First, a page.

MLAG/2-Tier/VRRP problem

Userlevel 5
I keep finding new ways to get myself into trouble...

I had a two-tier setup like this (Exos 15.4):

Two 480s connected to each other via ISC, ports 1,2 (lag).
Two BDs connected to each other via ISC, ports 1-4 (lag)
Each 480 has one port connected to each of the BDs (lag), which is then MLAGed on the BDs.
In reverse, the ports on the each BD to the 480s are lagged and then MLAGed on the 480s.

From what I understand, that's the way to do this.

A vlan named "Internet" is part of all four switches
All switches have an IP address in vlan "Internet"

Additionally I have VRRP configured on the BDs (prio 250 on BD-1, default prio on BD-2)
create vrrp vlan Internet vrid 1 configure vrrp vlan Internet vrid 1 priority 250
configure vrrp vlan Internet vrid 1 add enable vrrp vlan Internet vrid 1 [/code]I needed to switch the ISC on the 480s from ports 1,2 to ports 11,12 so I created a new share/lag, added that port to vlan "Internet" disconnected the cables in port 1 and 2 on both 480s and reconnected them in ports 11 and 12 on the 480s.

All hell broke loose on the BDs - a flood of notices from BD-1 (none from BD-2):
VRRP.Advert: MSM-A: Advert for VR on vlan Internet vrid 1 ignored: ignoring lower priority advert[/code]
After way too long of trying to figure out what I did wrong, I just disabled ports 11,12 on the 480s and everything returned to normal. Sadly, people who needed to use the Virtual Router IP to get anywhere beyond the "Internet" vlan were, well, effectively shut down 😞

I have no clue what happened. All I can think of is that somehow when I had the 480s configured with the ISC in ports 1,2 something may have blocked things in a way that VRRP broadcasts didn't go wrong/circular/oddly? And that disconnecting/reconnecting in ports 11,12 brought connections up in a way that perhaps caused the VRRP flood?

I'm not even sure if my assumption is anywhere near correct that the BD somehow saw its own VRRP broadcast/advertisement from the wrong port (going in circles?) I've seen some forum posts that make me think that's what's happening and that I should perhaps policy-block VRRP broadcasts on the ports between the BDs and the 480s?

I would need my ISC between the 480s back some day, but I need to make sure that I don't break things in the process.

The good news is that I have another set of switches that I can play with and rebuild my considerably dented confidence.

I guess my questions are:
- did I set up the two-tier config correctly?
- am I even remotely close with my guess about VRRP broadcasts kicking me in the shins?
- How do I fix this mess?
- Eventually I need to also enable VRRP between the 480s. If I'm right with my guess about VRRP broadcasts, I think the "BD-fix" would be analogous to the "480-fix" (policy blocking VRRP broadcasts outside of the 480s / outside of the BDs)

And lastly: why did things not break way sooner 😞 But that could've been mere "luck" on which links were active when (and it's actually more of a curiosity question)

Thanks for your help!

5 replies

Userlevel 2
You build something like that, with each of the # being a switch, top row 480s, bottom row BDs?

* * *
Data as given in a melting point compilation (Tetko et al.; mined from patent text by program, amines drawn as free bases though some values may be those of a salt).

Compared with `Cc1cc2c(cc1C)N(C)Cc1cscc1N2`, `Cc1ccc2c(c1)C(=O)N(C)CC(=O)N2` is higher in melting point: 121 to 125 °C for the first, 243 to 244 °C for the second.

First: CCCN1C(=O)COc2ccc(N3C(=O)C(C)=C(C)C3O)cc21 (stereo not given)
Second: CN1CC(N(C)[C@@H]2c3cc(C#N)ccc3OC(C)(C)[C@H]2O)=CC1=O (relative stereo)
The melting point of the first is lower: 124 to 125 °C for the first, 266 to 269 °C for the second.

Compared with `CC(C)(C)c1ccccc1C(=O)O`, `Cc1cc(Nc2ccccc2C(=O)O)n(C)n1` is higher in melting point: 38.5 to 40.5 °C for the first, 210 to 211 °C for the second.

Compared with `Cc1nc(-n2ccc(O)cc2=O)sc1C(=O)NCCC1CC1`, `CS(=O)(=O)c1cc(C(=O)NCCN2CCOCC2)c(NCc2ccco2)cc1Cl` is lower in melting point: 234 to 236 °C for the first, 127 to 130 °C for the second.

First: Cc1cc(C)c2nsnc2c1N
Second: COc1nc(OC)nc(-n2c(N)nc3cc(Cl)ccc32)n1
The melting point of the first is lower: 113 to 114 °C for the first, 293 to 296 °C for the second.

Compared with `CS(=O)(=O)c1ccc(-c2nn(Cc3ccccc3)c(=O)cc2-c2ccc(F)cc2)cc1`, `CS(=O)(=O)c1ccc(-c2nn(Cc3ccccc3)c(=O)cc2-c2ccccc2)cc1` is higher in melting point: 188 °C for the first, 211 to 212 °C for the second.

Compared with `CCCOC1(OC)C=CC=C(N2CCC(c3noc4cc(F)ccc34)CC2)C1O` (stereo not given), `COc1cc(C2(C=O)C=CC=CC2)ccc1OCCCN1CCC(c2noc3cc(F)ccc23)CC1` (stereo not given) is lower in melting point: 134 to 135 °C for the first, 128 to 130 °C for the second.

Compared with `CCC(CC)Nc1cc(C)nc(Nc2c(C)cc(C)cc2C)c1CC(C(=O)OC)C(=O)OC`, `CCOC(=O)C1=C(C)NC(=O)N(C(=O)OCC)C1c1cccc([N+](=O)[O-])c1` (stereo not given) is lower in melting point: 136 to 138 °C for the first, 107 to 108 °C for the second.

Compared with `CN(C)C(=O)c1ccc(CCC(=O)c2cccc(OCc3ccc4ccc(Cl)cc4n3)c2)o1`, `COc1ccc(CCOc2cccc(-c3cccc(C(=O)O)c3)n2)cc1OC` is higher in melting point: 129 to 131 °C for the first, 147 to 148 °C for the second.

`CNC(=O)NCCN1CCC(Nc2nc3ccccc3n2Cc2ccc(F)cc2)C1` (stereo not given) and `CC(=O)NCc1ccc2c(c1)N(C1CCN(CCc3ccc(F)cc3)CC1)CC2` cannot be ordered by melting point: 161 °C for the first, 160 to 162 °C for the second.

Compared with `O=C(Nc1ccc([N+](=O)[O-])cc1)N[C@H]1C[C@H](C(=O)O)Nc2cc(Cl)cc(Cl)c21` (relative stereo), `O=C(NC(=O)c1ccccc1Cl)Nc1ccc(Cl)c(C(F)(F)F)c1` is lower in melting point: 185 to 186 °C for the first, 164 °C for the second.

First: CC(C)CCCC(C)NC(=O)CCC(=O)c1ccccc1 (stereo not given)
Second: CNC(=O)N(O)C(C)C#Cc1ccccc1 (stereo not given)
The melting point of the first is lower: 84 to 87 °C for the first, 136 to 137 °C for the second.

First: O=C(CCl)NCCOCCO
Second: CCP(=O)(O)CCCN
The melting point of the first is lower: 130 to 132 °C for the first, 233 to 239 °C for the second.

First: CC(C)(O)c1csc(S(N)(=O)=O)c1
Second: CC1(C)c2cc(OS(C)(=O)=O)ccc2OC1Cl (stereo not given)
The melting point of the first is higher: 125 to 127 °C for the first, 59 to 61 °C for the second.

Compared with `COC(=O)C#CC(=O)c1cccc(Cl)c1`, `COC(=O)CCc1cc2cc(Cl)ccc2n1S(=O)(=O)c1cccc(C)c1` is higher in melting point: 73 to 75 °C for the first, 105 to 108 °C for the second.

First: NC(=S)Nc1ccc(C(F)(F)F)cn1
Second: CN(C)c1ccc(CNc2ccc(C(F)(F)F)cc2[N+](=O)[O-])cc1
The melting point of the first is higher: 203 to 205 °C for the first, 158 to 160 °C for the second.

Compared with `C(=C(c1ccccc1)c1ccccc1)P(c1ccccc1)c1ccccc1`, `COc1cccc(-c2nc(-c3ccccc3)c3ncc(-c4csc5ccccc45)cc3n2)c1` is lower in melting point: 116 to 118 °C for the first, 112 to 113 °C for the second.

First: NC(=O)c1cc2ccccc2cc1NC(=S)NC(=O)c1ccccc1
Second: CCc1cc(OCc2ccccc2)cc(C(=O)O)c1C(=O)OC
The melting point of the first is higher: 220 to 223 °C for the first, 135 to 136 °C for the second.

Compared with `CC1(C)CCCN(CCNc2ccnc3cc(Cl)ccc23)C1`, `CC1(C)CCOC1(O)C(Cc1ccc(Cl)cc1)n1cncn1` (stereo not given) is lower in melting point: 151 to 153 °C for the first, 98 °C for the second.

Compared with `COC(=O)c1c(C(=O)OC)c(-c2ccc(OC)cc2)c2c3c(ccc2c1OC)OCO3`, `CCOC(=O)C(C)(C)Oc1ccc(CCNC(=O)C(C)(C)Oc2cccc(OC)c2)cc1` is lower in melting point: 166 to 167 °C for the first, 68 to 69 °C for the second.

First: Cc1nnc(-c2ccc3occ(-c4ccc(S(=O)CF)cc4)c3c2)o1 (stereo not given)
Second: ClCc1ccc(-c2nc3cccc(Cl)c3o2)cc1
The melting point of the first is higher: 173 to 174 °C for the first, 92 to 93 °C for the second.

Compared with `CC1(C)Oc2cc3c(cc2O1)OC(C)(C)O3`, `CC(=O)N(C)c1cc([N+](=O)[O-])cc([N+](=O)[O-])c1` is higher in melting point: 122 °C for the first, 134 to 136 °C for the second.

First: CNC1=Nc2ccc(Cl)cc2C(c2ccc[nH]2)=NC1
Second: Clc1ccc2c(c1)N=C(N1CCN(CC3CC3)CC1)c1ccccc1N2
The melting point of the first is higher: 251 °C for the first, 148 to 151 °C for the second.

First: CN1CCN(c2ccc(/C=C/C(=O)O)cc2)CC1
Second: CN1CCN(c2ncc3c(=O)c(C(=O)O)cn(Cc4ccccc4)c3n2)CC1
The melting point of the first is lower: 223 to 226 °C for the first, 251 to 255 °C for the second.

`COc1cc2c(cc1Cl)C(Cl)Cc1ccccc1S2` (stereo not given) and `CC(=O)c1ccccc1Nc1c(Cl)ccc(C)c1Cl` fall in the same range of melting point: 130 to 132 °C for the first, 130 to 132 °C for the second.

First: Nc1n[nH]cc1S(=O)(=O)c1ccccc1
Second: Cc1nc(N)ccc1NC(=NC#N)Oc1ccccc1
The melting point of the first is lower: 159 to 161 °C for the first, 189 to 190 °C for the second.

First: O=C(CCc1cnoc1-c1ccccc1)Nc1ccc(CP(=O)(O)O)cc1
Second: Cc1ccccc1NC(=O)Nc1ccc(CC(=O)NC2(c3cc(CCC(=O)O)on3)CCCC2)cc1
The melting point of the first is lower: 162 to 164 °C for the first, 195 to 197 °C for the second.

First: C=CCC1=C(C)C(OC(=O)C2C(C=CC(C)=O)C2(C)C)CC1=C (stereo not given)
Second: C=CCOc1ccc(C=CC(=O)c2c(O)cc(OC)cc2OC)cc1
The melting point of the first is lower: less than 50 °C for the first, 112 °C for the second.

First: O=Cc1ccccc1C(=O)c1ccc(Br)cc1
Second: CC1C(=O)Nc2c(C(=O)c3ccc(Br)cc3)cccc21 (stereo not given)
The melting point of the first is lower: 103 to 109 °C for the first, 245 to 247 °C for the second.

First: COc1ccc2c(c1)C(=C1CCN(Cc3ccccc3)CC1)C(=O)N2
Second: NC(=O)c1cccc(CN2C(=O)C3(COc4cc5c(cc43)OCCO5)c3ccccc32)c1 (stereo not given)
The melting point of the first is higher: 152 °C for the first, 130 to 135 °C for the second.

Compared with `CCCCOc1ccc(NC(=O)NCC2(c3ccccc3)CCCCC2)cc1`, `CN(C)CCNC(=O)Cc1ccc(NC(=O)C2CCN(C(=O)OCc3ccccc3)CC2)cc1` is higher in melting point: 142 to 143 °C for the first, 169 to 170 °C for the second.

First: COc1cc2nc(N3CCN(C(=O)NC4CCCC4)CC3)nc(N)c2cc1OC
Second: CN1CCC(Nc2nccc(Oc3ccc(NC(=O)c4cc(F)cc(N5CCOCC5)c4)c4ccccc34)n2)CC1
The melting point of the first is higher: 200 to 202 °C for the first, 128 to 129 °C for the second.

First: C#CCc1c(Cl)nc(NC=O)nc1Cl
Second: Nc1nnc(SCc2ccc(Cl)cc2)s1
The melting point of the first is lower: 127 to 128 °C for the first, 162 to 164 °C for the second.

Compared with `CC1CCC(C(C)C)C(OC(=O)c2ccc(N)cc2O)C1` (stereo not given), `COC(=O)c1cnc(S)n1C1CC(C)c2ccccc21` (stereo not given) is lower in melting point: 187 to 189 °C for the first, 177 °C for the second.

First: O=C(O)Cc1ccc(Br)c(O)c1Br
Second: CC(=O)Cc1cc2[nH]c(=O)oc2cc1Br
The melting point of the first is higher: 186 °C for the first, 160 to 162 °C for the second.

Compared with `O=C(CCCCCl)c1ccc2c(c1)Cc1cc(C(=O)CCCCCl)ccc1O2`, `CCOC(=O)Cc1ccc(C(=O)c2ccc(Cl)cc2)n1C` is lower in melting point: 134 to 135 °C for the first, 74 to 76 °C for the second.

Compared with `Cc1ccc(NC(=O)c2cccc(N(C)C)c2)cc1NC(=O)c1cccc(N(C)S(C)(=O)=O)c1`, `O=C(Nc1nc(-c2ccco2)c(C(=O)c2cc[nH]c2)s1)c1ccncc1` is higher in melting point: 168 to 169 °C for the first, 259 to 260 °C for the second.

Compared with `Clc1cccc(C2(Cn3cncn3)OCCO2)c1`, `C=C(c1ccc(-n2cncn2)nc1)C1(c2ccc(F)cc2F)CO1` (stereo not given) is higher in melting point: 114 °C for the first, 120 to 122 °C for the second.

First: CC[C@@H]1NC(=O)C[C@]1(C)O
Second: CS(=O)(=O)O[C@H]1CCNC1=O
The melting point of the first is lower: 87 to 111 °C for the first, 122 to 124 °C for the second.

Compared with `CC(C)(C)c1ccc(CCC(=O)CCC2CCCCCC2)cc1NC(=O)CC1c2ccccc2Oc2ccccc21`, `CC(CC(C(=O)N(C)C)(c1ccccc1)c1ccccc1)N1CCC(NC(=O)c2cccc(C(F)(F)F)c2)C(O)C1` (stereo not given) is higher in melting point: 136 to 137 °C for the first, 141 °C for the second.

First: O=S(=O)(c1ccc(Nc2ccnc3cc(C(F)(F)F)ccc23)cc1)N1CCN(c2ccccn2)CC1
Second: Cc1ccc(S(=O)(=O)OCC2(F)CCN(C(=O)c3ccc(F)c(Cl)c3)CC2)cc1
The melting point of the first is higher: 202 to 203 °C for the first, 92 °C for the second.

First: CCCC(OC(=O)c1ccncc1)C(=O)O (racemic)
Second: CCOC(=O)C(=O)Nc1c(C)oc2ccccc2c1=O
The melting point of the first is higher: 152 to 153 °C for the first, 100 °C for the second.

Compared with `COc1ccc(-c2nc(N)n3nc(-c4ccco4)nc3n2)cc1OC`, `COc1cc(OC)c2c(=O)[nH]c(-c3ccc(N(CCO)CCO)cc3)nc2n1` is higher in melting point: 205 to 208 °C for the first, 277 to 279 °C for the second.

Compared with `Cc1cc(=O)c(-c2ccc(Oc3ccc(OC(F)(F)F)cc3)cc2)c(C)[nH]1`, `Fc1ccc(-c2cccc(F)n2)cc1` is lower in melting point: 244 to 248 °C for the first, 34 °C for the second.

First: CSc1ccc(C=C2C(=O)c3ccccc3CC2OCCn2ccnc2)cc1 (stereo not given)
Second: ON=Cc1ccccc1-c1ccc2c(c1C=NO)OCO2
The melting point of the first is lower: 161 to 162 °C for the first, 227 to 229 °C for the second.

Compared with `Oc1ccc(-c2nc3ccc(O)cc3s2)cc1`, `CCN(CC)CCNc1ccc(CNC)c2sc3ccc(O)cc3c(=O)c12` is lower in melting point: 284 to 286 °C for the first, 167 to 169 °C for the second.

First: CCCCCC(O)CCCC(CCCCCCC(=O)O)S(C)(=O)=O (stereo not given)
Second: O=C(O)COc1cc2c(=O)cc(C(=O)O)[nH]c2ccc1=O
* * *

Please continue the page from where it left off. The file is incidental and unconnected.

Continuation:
In that case you need MLAG for the links between the 480s and BDs on _both_ sides. To me it seems like your VRRP multicasts are looping, but I'm no expert on VRRP.
Userlevel 5
Yes, I have MLAGs configured on the BDs going "down" to the 480s with the other BD being the peer. And I have MLAGs on th 480s going "up" to the BDs with the other 480 being the peer.
Userlevel 2
Hi Frank,

You wrote:
"I needed to switch the ISC on the 480s from ports 1,2 to ports 11,12 so I created a new share/lag, added that port to vlan "Internet" disconnected the cables in port 1 and 2 on both 480s and reconnected them in ports 11 and 12 on the 480s."

Was that new LAG part of the ISC? You don't mention it, and obviously if it wasn't declared as a member of the ISC, you just created a loop. Likewise, if you had both LAG up in the ISC control vlan, that would be a loop as well.

One way to migrate an ISC LAG to another LAG could be to use SRP, temporarily.
Userlevel 5
If I remember correctly, then yes, it was part of the ISC vlan and nothing else. I also disconnected the old ISC lag completely before connecting the new lag (physical fiber and SPFs) "to keep things easy" 😞 Thought it was all safe since the 480s don't have anything else connected to them yet.
Userlevel 5
Tried my best to reproduce the issue with a pair of 670s and a pair of 460s. The best I could come up with is that somehow I managed to get the "regular" vlans connected to the ISC (shared) port and somehow failed to get that port properly attached to the ISC vlan - which of course results in spectacular loops if the ISC vlan doesn't do its job 😉

The safest/sanest way I figure is to remove the ISC port from all participating vlans (and the ISC vlan), then add the new port(s) to the ISC vlan, then add that port to all other vlans. Nice and orderly!

Stephane may have been onto something - and even though physically both ports (old shared ISC ports and new shared ISC ports) weren't up at the same time, they were part of the ISC vlan and were part of the "regular" vlan(s).

Thank you all for looking at it and all your help